Anyone know if any of those “archive software for a million years and have it still usable for whatever species digs it up” efforts have ever considered Wireworld as an aggressively minimal CPU implementation? It might be a bit too minimal, but it’s probably the only thing Turing complete thing I’ve seen simpler than Conway’s Life.
Hmm, I wonder if one could write a compiler to compile arbitrary programs to Wireworld “hardware”…
I was at a computing history museum at the same venue as the 2023 vintage computer fest and showed the people running the museum wireworld, and they asked the same question. :) They also said gosh, maybe we should be using Wireworld as a starting point to teach the basis of composable computing components to people with no prior experience. Which was pretty neat to hear people whose efforts are to teach people exactly those topics get excited about that same idea!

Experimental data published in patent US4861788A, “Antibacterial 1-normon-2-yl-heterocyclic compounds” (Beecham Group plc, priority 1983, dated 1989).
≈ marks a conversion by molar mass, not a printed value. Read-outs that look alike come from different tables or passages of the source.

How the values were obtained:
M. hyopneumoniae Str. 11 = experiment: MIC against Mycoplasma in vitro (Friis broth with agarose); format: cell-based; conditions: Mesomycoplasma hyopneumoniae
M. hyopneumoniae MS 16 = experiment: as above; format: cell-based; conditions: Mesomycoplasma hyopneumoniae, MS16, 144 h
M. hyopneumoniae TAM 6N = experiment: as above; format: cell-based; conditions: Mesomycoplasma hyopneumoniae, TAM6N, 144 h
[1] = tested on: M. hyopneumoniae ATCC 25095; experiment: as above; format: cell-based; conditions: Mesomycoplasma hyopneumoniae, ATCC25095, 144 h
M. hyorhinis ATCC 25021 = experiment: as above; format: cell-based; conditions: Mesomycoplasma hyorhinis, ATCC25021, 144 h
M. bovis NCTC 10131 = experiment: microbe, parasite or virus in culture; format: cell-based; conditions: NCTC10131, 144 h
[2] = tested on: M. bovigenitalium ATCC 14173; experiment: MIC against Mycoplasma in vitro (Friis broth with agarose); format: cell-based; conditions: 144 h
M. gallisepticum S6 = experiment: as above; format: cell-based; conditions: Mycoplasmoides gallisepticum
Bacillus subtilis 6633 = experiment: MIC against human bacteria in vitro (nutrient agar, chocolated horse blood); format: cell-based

Is it really simpler than game of life? Both are istropic 2D cellular automata, but wireworld has 4 states whereas life has only 2.
If you’re going for absolute minimalism, maybe Rule 110 is an idea. It’s a 1D, 2-state cellular automaton and makes some pretty pictures.
I’m not sure minimalism in the rule set is the right thing to optimize for. The proof that rule 110 is Turing complete is very involved – It’s sort of as if complexity was removed from the automata and moved into the “interpretation” of what a particular state means.
Wireworld seems to be in a nice space where the automata is both simple and “obviously” Turing complete.
Idk about “obviously”, but certainly “more trivially” in that the proof is pretty small and/or slots into other common proofs. More or less just make a Wireworld NAND gate and say “ok you see where I’m going with this”.
I really want to get into Guile but I feel like picking up a language without any type system in 2023 is a misuse of one’s time. Are there any type systems that can be used with Guile, like Typed Racket or Coalton for Common Lisp?